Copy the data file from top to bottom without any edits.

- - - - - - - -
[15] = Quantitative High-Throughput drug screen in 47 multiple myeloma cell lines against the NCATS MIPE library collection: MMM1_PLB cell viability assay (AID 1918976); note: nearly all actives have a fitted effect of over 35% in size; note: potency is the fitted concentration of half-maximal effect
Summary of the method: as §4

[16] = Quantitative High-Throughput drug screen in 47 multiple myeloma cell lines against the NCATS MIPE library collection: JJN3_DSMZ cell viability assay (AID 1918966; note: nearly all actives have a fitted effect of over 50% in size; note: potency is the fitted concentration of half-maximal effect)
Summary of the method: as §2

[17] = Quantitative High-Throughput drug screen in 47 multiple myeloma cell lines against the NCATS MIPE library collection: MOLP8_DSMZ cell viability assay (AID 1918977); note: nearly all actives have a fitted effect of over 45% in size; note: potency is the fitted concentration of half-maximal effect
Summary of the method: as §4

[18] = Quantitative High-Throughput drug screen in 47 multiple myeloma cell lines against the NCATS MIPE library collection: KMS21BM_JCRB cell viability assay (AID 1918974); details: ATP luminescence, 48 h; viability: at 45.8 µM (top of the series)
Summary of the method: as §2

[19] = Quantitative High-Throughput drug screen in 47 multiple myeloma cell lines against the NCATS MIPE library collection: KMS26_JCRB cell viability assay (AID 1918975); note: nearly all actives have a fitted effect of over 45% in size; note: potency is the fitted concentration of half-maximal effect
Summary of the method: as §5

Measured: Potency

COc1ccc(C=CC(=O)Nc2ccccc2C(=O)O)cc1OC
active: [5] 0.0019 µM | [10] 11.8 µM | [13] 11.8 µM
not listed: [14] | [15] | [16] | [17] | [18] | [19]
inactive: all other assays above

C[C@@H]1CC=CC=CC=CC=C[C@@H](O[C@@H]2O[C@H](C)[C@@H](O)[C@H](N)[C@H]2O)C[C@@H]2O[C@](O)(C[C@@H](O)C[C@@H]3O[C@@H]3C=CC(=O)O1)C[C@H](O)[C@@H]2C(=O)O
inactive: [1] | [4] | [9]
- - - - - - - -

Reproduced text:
[15] = Quantitative High-Throughput drug screen in 47 multiple myeloma cell lines against the NCATS MIPE library collection: MMM1_PLB cell viability assay (AID 1918976); note: nearly all actives have a fitted effect of over 35% in size; note: potency is the fitted concentration of half-maximal effect
Summary of the method: as §4

[16] = Quantitative High-Throughput drug screen in 47 multiple myeloma cell lines against the NCATS MIPE library collection: JJN3_DSMZ cell viability assay (AID 1918966; note: nearly all actives have a fitted effect of over 50% in size; note: potency is the fitted concentration of half-maximal effect)
Summary of the method: as §2

[17] = Quantitative High-Throughput drug screen in 47 multiple myeloma cell lines against the NCATS MIPE library collection: MOLP8_DSMZ cell viability assay (AID 1918977); note: nearly all actives have a fitted effect of over 45% in size; note: potency is the fitted concentration of half-maximal effect
Summary of the method: as §4

[18] = Quantitative High-Throughput drug screen in 47 multiple myeloma cell lines against the NCATS MIPE library collection: KMS21BM_JCRB cell viability assay (AID 1918974); details: ATP luminescence, 48 h; viability: at 45.8 µM (top of the series)
Summary of the method: as §2

[19] = Quantitative High-Throughput drug screen in 47 multiple myeloma cell lines against the NCATS MIPE library collection: KMS26_JCRB cell viability assay (AID 1918975); note: nearly all actives have a fitted effect of over 45% in size; note: potency is the fitted concentration of half-maximal effect
Summary of the method: as §5

Measured: Potency

COc1ccc(C=CC(=O)Nc2ccccc2C(=O)O)cc1OC
active: [5] 0.0019 µM | [10] 11.8 µM | [13] 11.8 µM
not listed: [14] | [15] | [16] | [17] | [18] | [19]
inactive: all other assays above

C[C@@H]1CC=CC=CC=CC=C[C@@H](O[C@@H]2O[C@H](C)[C@@H](O)[C@H](N)[C@H]2O)C[C@@H]2O[C@](O)(C[C@@H](O)C[C@@H]3O[C@@H]3C=CC(=O)O1)C[C@H](O)[C@@H]2C(=O)O
inactive: [1] | [4] | [9]